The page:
10 Things Pinoys Do Every New Year
Polka dots and jumping for good luck!
(SPOT.ph) Pinoys are a superstitious bunch, and the New Year is not exempt from fun, sometimes inexplicable traditions that have become part of the annual festivities this time of year. Kick off 2016 with these oddball traditions that we can’t live without on this side of the world.
Pepper your clothes with a ton of polka dots.
This is like the ugly Christmas sweater but for the New Year. You don't really like wearing them, but you still do, for good luck. It’s said to represent coins—meaning the Universe will be making them rain in your life for the entire year.
Jump like there’s no tomorrow when the clock strikes midnight.
Way before people started doing jump shots for photos, parents were already telling their kids to hop up and down at 12 midnight because the act is supposed to add a couple of inches to their kids’ height during the year. Chances are even as an adult with no height advantage, you’ll still be jumping merrily away.
Stay awake when the clock strikes 12.
It's way past your bedtime (because you're usually asleep by 10), but on New Year's Eve, keep your eyes open for as long as you can. Or at least until the smog settles.
Throw coins all over the house—so what if it kind of hurts the kids?
Have you ever wondered about those random one-peso coins on your windowsill? Chances are they were thrown all over the house on New Year's Eve for prosperity. Keeping money in the picture will mean the next 12 months will be abundant for you, money-wise. Just don't forget to use up those coins eventually.
Quick, how many P1,000 bills can you ram into your pockets before 12 a.m.?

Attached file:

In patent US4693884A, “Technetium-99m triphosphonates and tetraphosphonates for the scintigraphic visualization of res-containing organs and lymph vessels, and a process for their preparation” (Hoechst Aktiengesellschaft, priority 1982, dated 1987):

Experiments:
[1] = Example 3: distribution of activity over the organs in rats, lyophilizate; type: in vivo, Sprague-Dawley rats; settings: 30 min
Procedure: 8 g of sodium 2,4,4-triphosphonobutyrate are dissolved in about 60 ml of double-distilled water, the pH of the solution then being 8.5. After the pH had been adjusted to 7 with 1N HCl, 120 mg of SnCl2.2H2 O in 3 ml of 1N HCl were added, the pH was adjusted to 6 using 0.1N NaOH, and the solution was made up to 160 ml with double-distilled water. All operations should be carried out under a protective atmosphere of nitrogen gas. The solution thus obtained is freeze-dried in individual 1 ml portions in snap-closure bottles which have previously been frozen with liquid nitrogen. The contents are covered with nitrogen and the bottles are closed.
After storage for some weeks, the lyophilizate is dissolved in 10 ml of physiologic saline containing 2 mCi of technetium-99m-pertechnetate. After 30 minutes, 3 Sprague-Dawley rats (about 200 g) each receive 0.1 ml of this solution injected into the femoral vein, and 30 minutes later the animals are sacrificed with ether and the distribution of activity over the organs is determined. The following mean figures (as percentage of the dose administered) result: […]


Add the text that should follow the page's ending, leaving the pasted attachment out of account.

Another thing to remember aside from polka dots–large pockets!
Make sure the dinner table will be overflowing with round food for Media Noche.
Yes, including that queso de bola that will be left uneaten for days on your dinner table. Grapes, oranges, and other round fruits are usually in the mix whether they're for eating or just for display. Remember: Eating 12 grapes will supposedly bring you 12 months worth of luck.
Get the firecrackers and noisemakers going.
Just make sure you keep all 10 toes and fingers. For safety, get the car alarms going instead!
Stay away from any cleaning on January 1st.
If you’re wondering why the street in front of your neighbor’s house is still cluttered with firecracker remains and junk, and why your house help are on strike for the first day of the year, it’s probably because they believe that sweeping the dirt away will also remove any good fortune that’s entered your abode over the New Year.
Keep fish and chicken off the table.
While these may be rich and lavish dishes in another countries, these two viands symbolize a scarcity of food in the country—if you want a rich year, you’ve got to celebrate it with opulent food...something more round, perhaps?
Keep the doors and windows open on New Year’s Eve.
Slightly Feng Shui-related, this tradition means you’re welcoming good energy into your home in time for midnight. If you're prone to allergies and asthma, we suggest keeping that mask on until the smoke clears.